Minimum Spanning Trees



Implement the game of Nine Men's Morris (Figure 15-41).


Implement the game of Aggression (Figure 15-42). Generate the board randomly, so that a city has a 50% chance of being connected to each of the cities next to it horizontally, vertically, or diagonally.

Figure 15-41. Nine Men's Morris is one of the oldest games in existence.

Nine Men's Morris

Players: 2

Object: To either reduce the opponent to two pieces or to leave the opponent with no legal move.

Board: See below. The pieces (merels) are placed on the dots (points) and moved along the lines to adjacent points. Each player gets nine merels in her color. The board is initially empty.

Play: Players take turns. On a turn, a player places a merel on an unoccupied point. If a player has no merels left to place, she instead moves one of her merels to an adjacent point.

Capture: If a player's move causes three of her merels to be in a horizontal or vertical line through adjacent points, she has formed a mill. She gets to remove any one of the opponent's merels from the board. If possible, she must choose a merel which is not currently part of a mill. The removed merel is discarded; the opponent does not get it back.

Game End: The game ends when one player either has only two merels or has no legal move. This player loses.

Figure 15-42. Aggression is a simple, abstract wargame.


Players: 2, black and white.

Object: To control the most cities at the end of the game.

Board: There are 20 cities and some roads on the board. Two cities are adjacent if they are connected by a single road segment. The board may be different in each game. A typical board is shown below.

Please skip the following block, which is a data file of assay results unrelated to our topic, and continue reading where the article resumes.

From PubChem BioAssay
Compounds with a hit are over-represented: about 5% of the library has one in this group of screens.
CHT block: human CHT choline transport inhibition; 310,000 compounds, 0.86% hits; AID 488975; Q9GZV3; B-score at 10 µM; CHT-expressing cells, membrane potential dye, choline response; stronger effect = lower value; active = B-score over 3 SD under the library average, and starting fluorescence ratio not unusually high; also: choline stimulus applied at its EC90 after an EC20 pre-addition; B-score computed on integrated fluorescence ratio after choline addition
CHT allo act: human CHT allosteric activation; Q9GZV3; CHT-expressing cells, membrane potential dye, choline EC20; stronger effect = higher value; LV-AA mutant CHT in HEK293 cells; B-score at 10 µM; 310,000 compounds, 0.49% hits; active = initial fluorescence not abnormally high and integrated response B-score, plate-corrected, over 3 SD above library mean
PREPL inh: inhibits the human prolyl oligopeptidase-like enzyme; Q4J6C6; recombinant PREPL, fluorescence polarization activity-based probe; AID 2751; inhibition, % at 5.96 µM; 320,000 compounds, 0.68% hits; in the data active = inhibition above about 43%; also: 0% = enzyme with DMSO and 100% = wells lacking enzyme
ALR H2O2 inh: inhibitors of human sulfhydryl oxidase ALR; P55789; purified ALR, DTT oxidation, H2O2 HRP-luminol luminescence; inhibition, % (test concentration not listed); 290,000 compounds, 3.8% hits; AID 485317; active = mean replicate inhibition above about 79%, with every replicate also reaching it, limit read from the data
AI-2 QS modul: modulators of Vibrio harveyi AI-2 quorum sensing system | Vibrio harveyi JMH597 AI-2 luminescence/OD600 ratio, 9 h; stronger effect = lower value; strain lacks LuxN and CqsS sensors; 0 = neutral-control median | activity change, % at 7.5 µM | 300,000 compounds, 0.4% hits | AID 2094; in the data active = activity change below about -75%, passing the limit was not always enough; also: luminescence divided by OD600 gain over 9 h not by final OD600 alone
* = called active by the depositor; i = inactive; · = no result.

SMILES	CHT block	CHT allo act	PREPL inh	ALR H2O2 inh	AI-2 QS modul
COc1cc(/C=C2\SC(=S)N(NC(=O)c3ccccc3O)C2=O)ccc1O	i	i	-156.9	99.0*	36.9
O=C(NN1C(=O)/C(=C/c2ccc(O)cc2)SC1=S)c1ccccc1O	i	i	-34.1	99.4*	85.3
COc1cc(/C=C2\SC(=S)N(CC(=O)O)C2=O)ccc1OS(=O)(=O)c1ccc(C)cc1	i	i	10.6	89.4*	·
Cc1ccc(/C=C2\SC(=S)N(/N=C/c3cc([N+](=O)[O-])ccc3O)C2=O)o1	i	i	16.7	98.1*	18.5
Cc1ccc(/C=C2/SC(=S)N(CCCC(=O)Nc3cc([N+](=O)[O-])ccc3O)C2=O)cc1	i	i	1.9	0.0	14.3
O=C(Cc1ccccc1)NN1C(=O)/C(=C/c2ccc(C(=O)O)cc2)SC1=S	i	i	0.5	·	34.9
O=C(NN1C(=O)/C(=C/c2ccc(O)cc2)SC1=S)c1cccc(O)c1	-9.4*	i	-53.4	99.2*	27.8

Setup: The board is initially empty. Each player starts with 100 troops. In turns, each player places one or more troops in any unoccupied city to claim it. This continues until all cities have been claimed or both players have deployed all of their troops. An example is shown below.

Play: Taking turns, each player chooses a city to attack. The attack is successful if the number of troops in the city is less than the number of opposing troops in adjacent cities. After a successful attack, the defending troops are removed and the city becomes neutral. The attacking troops are unaffected. An unsuccessful attack has no effect.

As an example, in the game above, black could successfully attack the upper white 20 (with 45 adjacent troops), but not the lower white 20 (with only 15 adjacent troops).

Game End: The game ends when either one player has no troops left or there are no successful attacks left to make. The player controlling the most cities wins.

Part I: Object-Oriented Programming




Part II: Linear Structures

Stacks and Queues

Array-Based Structures

Linked Structures

Part III: Algorithms

Analysis of Algorithms

Searching and Sorting


Part IV: Trees and Sets



Part V: Advanced Topics

Advanced Linear Structures


Advanced Trees


Memory Management

Out to the Disk

Part VI: Appendices

A. Review of Java

B. Unified Modeling Language

C. Summation Formulae

D. Further Reading


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Data Structures and Algorithms in Java
Data Structures and Algorithms in Java
ISBN: 0131469142
EAN: 2147483647
Year: 2004
Pages: 216
Authors: Peter Drake
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